This is a guest post by fandom correspondent LM, author of The Lobster Dance, a blog about about geekery, Japan, and gender, and I’ll Make It Myself!, a blog with a lot of fandom cakes and gender analysis of food marketing. Find her work on Comparative Geeks here.
My younger sister and I used to play Nintendo together as kids, and now that we’re adults, we can play games together on Steam even though we don’t live in the same time zone anymore.
When I joined Steam, the first game she sent me was Gone Home, a game about sisters. You’re Kaitlin “Katie” Greenbriar, the older sister, who arrives back in Oregon after a year abroad in Europe to discover the lights are on but nobody’s home at her parents’ house–and there’s a mysterious note from her younger sister on the door.
(Mild spoilers ensue.)
In honor of Thanksgiving, I wanted to talk about something that everyone will be doing a lot of today – cooking and eating.
I’ve had a lot of free time lately, and Netflix has also started to carry collections of Food Network and PBS cooking shows. I’m obsessed. So I have some recommendations for fellow cooking hobbyists and geeks;
Barefoot Contessa’s Back to Basics is on Netflix, with only a 25 or so selection of episodes. They’re amazing. I’d never gotten super into Ina Garten’s show when I tried to watch it before, but now as an adult who hosts parties and cooks dinner for more than just myself, it’s one of the most helpful shows I’ve watched. She really does go back to basics, and shows a lot of common cooking tips that a lot of shows assume you know instead of explaining them fully. Most of the episodes close with her answering viewer submitted questions as well, which cover lots of questions like how to peel garlic and how to temper chocolate. Incredibly useful, especially for beginners.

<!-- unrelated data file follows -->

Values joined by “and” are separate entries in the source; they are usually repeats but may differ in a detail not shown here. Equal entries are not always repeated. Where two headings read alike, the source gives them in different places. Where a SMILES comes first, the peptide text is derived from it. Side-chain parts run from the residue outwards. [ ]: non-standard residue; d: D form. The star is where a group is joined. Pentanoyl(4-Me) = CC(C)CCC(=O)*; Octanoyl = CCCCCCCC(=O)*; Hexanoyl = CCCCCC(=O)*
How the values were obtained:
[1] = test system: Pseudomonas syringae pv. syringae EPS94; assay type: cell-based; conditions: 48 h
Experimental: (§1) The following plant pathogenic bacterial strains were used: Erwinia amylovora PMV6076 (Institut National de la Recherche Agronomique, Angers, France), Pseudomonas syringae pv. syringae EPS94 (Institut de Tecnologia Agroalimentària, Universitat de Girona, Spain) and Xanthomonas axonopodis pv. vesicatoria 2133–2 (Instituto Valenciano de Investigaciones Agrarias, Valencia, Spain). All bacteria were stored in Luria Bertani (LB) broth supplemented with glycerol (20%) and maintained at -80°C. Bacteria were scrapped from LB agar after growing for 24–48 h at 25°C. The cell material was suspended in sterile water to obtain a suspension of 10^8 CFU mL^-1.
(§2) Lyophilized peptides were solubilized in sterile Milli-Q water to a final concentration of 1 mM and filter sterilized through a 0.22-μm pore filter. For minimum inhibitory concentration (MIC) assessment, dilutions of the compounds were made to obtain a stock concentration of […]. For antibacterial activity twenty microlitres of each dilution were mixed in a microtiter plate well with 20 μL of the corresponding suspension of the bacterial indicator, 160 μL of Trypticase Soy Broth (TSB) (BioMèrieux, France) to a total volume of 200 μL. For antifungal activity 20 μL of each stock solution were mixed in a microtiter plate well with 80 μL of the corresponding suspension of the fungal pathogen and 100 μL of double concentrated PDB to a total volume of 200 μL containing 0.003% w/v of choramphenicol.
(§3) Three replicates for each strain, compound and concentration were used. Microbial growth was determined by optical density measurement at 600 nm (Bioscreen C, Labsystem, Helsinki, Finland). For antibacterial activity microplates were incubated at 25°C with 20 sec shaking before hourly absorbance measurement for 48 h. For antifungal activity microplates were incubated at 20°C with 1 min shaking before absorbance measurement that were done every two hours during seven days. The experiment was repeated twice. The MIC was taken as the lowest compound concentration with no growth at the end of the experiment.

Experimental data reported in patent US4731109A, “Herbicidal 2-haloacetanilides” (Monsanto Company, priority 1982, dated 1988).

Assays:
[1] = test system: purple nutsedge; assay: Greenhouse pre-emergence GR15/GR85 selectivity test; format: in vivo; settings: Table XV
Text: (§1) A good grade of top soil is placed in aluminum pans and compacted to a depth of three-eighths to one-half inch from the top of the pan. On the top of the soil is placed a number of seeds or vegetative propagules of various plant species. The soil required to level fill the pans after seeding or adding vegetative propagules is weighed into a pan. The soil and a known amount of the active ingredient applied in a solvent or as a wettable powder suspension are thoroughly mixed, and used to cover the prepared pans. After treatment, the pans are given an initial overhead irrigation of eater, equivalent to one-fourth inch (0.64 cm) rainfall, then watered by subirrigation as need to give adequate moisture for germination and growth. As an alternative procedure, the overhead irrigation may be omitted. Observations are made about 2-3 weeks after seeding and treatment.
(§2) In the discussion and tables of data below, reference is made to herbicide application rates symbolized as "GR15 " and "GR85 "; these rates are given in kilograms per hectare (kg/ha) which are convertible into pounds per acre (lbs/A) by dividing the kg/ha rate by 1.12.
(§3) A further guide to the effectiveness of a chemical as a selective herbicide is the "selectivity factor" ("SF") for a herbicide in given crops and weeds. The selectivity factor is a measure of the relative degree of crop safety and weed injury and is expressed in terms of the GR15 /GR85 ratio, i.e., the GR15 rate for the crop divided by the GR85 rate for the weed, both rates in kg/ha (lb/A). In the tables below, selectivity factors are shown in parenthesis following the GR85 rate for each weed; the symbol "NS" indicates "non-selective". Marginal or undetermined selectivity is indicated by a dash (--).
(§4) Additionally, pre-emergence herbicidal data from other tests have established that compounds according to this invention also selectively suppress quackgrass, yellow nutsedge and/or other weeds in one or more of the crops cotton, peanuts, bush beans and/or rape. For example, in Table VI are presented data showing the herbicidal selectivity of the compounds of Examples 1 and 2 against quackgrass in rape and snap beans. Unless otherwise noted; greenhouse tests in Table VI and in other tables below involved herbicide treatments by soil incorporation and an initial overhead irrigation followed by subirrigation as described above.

America’s Test Kitchen has some too, and oh wow is it a really fun show. I love that they go through and try so many different things with each recipe, even classics that we all basically make the same, and they figure out what the easiest, perfect way is to get the results wanted from the recipe. I watched their episode on the Julia Child method of making turkey, and while I couldn’t bring myself to break tradition and try it, there’s a chance if I host Thanksgiving again I will. They break it down and it seems incredibly easy.
My absolute favorite though is Good Eats. The mixture of science, skits, and cooking make it one of the best shows I’ve ever watched (and yes, I’m a Whovian. I have a high standard.) I think I love it because he explains why we do what we do with cooking; why do we sear meat? Why do we let yeast work on rising bread for so long? Why and how do flour and water make gluten? Once you understand how some of the basic scientific principles of cooking work, you understand where you can take shortcuts in cooking, what you can modify in recipes, and what things you absolutely should not mess with ever. Plus, humor makes everything better and the show can be hysterical as well as informative.
There’s my Thanksgiving cooking geekery. I hope everyone is getting to chow down on their favorite holiday meals, watch some TV (ours is currently playing Kung Fu Hustle, because it’s amazing and hilarious), and spend time with loved ones, whether friends or family.